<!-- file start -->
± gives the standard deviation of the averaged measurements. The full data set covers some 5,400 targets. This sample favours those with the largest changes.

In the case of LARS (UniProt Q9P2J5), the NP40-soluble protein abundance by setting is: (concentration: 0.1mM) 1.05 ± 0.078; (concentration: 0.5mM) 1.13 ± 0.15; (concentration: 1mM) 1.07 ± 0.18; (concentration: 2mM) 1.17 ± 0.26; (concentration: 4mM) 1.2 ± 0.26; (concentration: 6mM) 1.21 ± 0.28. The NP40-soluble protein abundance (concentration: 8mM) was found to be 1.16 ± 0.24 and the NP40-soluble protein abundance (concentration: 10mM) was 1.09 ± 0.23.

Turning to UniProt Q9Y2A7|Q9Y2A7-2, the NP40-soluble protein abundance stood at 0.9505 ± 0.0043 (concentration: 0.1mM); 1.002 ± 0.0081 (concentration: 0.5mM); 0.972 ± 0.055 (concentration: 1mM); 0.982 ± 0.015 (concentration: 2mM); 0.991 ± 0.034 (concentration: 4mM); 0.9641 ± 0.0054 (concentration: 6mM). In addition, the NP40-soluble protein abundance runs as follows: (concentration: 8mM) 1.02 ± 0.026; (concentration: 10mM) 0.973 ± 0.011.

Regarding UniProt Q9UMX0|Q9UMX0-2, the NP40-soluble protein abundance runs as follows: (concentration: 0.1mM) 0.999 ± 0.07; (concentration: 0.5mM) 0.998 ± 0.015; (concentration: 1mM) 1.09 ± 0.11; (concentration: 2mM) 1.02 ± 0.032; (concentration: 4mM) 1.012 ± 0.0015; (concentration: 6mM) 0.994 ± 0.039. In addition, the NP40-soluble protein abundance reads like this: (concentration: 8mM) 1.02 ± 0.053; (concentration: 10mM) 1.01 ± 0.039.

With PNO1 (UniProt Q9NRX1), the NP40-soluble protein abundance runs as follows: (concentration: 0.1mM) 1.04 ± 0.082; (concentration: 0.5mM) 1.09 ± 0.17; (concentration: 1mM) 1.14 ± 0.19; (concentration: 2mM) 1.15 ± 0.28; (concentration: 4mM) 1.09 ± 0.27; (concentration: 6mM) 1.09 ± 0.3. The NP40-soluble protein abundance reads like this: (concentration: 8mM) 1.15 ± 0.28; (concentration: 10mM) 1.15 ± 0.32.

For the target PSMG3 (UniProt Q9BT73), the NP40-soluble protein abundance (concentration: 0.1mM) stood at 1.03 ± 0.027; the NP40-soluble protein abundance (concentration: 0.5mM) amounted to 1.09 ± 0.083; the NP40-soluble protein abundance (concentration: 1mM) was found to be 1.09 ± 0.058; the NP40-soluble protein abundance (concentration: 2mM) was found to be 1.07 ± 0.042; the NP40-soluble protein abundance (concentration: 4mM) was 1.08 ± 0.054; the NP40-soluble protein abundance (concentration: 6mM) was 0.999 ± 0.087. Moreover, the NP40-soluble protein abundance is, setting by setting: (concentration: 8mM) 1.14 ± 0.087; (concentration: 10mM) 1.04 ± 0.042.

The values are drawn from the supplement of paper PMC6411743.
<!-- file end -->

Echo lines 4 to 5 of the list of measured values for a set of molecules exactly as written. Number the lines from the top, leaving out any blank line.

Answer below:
Regarding UniProt Q9UMX0|Q9UMX0-2, the NP40-soluble protein abundance runs as follows: (concentration: 0.1mM) 0.999 ± 0.07; (concentration: 0.5mM) 0.998 ± 0.015; (concentration: 1mM) 1.09 ± 0.11; (concentration: 2mM) 1.02 ± 0.032; (concentration: 4mM) 1.012 ± 0.0015; (concentration: 6mM) 0.994 ± 0.039. In addition, the NP40-soluble protein abundance reads like this: (concentration: 8mM) 1.02 ± 0.053; (concentration: 10mM) 1.01 ± 0.039.

With PNO1 (UniProt Q9NRX1), the NP40-soluble protein abundance runs as follows: (concentration: 0.1mM) 1.04 ± 0.082; (concentration: 0.5mM) 1.09 ± 0.17; (concentration: 1mM) 1.14 ± 0.19; (concentration: 2mM) 1.15 ± 0.28; (concentration: 4mM) 1.09 ± 0.27; (concentration: 6mM) 1.09 ± 0.3. The NP40-soluble protein abundance reads like this: (concentration: 8mM) 1.15 ± 0.28; (concentration: 10mM) 1.15 ± 0.32.